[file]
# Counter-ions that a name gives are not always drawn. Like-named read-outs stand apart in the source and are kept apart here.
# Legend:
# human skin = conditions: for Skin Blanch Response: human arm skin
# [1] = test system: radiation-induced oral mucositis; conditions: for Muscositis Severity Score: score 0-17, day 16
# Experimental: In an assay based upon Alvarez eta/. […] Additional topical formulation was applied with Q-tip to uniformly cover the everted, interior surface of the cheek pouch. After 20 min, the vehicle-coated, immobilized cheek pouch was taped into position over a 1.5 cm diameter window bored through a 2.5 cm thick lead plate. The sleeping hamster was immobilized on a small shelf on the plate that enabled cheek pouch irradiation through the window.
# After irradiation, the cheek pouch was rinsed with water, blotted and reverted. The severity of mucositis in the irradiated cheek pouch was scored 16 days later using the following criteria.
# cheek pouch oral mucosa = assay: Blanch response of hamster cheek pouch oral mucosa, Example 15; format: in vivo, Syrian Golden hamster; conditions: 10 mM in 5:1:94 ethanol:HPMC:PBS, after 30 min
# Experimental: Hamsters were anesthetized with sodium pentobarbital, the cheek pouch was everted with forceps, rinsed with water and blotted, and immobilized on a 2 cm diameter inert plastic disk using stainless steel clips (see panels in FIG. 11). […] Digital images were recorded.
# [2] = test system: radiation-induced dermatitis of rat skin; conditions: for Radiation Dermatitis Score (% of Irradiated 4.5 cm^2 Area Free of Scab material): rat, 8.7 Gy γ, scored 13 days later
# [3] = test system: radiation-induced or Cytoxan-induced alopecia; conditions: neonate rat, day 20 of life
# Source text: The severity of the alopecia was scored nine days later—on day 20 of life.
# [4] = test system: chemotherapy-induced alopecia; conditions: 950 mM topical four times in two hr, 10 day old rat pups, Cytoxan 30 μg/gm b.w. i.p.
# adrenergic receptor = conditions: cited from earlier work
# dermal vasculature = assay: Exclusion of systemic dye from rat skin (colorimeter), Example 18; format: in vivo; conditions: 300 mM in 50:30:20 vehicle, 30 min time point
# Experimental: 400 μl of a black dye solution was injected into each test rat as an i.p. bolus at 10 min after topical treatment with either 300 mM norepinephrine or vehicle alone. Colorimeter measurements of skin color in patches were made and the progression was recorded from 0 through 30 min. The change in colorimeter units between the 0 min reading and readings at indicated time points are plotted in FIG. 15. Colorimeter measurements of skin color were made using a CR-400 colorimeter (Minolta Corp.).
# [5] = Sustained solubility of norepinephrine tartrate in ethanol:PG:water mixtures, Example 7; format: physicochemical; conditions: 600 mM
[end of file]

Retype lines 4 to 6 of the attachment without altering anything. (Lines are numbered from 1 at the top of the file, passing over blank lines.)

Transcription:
# [1] = test system: radiation-induced oral mucositis; conditions: for Muscositis Severity Score: score 0-17, day 16
# Experimental: In an assay based upon Alvarez eta/. […] Additional topical formulation was applied with Q-tip to uniformly cover the everted, interior surface of the cheek pouch. After 20 min, the vehicle-coated, immobilized cheek pouch was taped into position over a 1.5 cm diameter window bored through a 2.5 cm thick lead plate. The sleeping hamster was immobilized on a small shelf on the plate that enabled cheek pouch irradiation through the window.
# After irradiation, the cheek pouch was rinsed with water, blotted and reverted. The severity of mucositis in the irradiated cheek pouch was scored 16 days later using the following criteria.